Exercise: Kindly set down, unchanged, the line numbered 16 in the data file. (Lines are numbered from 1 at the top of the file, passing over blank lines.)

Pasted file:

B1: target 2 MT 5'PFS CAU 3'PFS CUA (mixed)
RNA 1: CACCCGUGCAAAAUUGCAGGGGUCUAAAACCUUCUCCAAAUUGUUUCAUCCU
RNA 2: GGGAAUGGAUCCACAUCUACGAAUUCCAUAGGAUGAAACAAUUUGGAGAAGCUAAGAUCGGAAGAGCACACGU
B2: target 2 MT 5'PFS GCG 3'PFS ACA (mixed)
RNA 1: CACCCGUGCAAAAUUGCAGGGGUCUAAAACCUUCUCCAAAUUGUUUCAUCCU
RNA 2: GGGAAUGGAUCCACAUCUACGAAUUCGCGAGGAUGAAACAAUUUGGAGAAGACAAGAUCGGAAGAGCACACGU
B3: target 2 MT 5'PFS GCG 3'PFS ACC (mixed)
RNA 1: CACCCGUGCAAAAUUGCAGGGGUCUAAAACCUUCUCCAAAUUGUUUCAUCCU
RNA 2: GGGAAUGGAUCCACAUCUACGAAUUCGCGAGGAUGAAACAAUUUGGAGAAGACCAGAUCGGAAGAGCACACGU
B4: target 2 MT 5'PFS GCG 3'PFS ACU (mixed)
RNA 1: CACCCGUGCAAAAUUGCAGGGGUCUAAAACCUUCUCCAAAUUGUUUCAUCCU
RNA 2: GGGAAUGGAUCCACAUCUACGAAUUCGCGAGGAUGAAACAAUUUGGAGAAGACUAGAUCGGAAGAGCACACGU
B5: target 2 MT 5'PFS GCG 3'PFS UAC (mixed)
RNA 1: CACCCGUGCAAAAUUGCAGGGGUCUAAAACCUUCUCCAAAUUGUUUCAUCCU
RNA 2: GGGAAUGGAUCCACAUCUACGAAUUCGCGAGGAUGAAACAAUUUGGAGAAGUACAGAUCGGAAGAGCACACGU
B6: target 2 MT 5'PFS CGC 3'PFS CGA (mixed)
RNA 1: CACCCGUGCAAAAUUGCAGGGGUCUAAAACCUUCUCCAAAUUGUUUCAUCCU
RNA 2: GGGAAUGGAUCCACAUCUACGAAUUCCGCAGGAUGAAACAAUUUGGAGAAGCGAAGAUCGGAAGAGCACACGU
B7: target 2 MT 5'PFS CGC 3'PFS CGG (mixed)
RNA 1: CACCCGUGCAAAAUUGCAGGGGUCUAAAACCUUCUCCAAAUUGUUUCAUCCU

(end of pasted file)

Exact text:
B6: target 2 MT 5'PFS CGC 3'PFS CGA (mixed)